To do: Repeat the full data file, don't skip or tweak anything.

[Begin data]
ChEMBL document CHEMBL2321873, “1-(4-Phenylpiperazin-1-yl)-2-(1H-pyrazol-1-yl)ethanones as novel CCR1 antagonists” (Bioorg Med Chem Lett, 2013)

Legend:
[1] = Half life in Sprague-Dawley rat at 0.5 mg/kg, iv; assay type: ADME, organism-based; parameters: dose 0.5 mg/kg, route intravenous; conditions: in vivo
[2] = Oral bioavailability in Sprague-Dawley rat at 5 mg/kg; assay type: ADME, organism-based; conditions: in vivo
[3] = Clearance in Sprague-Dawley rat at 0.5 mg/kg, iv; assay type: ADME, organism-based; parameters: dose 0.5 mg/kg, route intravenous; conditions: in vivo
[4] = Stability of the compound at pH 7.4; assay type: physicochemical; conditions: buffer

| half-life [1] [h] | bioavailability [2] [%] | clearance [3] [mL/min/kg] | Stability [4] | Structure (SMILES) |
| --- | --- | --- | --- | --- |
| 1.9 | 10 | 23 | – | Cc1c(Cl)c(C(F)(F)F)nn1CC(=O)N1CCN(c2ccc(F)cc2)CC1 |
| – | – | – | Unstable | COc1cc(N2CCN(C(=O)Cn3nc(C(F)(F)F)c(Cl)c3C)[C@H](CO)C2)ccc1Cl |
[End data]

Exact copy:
ChEMBL document CHEMBL2321873, “1-(4-Phenylpiperazin-1-yl)-2-(1H-pyrazol-1-yl)ethanones as novel CCR1 antagonists” (Bioorg Med Chem Lett, 2013)

Legend:
[1] = Half life in Sprague-Dawley rat at 0.5 mg/kg, iv; assay type: ADME, organism-based; parameters: dose 0.5 mg/kg, route intravenous; conditions: in vivo
[2] = Oral bioavailability in Sprague-Dawley rat at 5 mg/kg; assay type: ADME, organism-based; conditions: in vivo
[3] = Clearance in Sprague-Dawley rat at 0.5 mg/kg, iv; assay type: ADME, organism-based; parameters: dose 0.5 mg/kg, route intravenous; conditions: in vivo
[4] = Stability of the compound at pH 7.4; assay type: physicochemical; conditions: buffer

| half-life [1] [h] | bioavailability [2] [%] | clearance [3] [mL/min/kg] | Stability [4] | Structure (SMILES) |
| --- | --- | --- | --- | --- |
| 1.9 | 10 | 23 | – | Cc1c(Cl)c(C(F)(F)F)nn1CC(=O)N1CCN(c2ccc(F)cc2)CC1 |
| – | – | – | Unstable | COc1cc(N2CCN(C(=O)Cn3nc(C(F)(F)F)c(Cl)c3C)[C@H](CO)C2)ccc1Cl |